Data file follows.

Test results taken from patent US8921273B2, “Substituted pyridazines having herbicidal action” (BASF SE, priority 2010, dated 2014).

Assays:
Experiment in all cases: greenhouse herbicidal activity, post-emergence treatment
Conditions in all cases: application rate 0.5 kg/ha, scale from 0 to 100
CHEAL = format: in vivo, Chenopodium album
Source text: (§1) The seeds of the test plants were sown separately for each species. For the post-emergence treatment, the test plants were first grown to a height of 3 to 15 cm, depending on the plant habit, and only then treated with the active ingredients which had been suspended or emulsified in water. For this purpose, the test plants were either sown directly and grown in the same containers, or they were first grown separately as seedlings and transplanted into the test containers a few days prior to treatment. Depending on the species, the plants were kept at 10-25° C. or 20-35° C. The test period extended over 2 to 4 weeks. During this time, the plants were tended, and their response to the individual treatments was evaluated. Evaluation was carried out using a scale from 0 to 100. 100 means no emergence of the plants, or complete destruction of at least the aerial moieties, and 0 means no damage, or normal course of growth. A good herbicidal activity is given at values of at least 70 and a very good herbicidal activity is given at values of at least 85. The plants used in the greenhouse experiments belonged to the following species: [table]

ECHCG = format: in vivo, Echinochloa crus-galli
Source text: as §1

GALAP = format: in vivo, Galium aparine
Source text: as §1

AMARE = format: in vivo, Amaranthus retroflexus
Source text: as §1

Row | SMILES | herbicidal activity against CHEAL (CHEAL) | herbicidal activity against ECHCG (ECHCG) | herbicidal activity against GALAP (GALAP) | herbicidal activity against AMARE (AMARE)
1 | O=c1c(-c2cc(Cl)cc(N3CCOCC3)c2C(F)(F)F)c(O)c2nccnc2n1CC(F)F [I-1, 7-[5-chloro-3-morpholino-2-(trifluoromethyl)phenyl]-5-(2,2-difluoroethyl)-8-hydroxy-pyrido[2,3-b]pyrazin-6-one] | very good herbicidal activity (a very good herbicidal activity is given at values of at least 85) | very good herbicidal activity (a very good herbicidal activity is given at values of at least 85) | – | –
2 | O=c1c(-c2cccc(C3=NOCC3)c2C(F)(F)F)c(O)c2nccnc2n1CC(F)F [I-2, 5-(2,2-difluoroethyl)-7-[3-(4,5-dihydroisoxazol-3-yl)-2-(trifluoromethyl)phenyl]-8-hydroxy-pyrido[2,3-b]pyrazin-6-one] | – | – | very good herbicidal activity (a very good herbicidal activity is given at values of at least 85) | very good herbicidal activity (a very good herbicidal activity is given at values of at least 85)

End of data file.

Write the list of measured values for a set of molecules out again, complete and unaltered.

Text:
Test results taken from patent US8921273B2, “Substituted pyridazines having herbicidal action” (BASF SE, priority 2010, dated 2014).

Assays:
Experiment in all cases: greenhouse herbicidal activity, post-emergence treatment
Conditions in all cases: application rate 0.5 kg/ha, scale from 0 to 100
CHEAL = format: in vivo, Chenopodium album
Source text: (§1) The seeds of the test plants were sown separately for each species. For the post-emergence treatment, the test plants were first grown to a height of 3 to 15 cm, depending on the plant habit, and only then treated with the active ingredients which had been suspended or emulsified in water. For this purpose, the test plants were either sown directly and grown in the same containers, or they were first grown separately as seedlings and transplanted into the test containers a few days prior to treatment. Depending on the species, the plants were kept at 10-25° C. or 20-35° C. The test period extended over 2 to 4 weeks. During this time, the plants were tended, and their response to the individual treatments was evaluated. Evaluation was carried out using a scale from 0 to 100. 100 means no emergence of the plants, or complete destruction of at least the aerial moieties, and 0 means no damage, or normal course of growth. A good herbicidal activity is given at values of at least 70 and a very good herbicidal activity is given at values of at least 85. The plants used in the greenhouse experiments belonged to the following species: [table]

ECHCG = format: in vivo, Echinochloa crus-galli
Source text: as §1

GALAP = format: in vivo, Galium aparine
Source text: as §1

AMARE = format: in vivo, Amaranthus retroflexus
Source text: as §1

Row | SMILES | herbicidal activity against CHEAL (CHEAL) | herbicidal activity against ECHCG (ECHCG) | herbicidal activity against GALAP (GALAP) | herbicidal activity against AMARE (AMARE)
1 | O=c1c(-c2cc(Cl)cc(N3CCOCC3)c2C(F)(F)F)c(O)c2nccnc2n1CC(F)F [I-1, 7-[5-chloro-3-morpholino-2-(trifluoromethyl)phenyl]-5-(2,2-difluoroethyl)-8-hydroxy-pyrido[2,3-b]pyrazin-6-one] | very good herbicidal activity (a very good herbicidal activity is given at values of at least 85) | very good herbicidal activity (a very good herbicidal activity is given at values of at least 85) | – | –
2 | O=c1c(-c2cccc(C3=NOCC3)c2C(F)(F)F)c(O)c2nccnc2n1CC(F)F [I-2, 5-(2,2-difluoroethyl)-7-[3-(4,5-dihydroisoxazol-3-yl)-2-(trifluoromethyl)phenyl]-8-hydroxy-pyrido[2,3-b]pyrazin-6-one] | – | – | very good herbicidal activity (a very good herbicidal activity is given at values of at least 85) | very good herbicidal activity (a very good herbicidal activity is given at values of at least 85)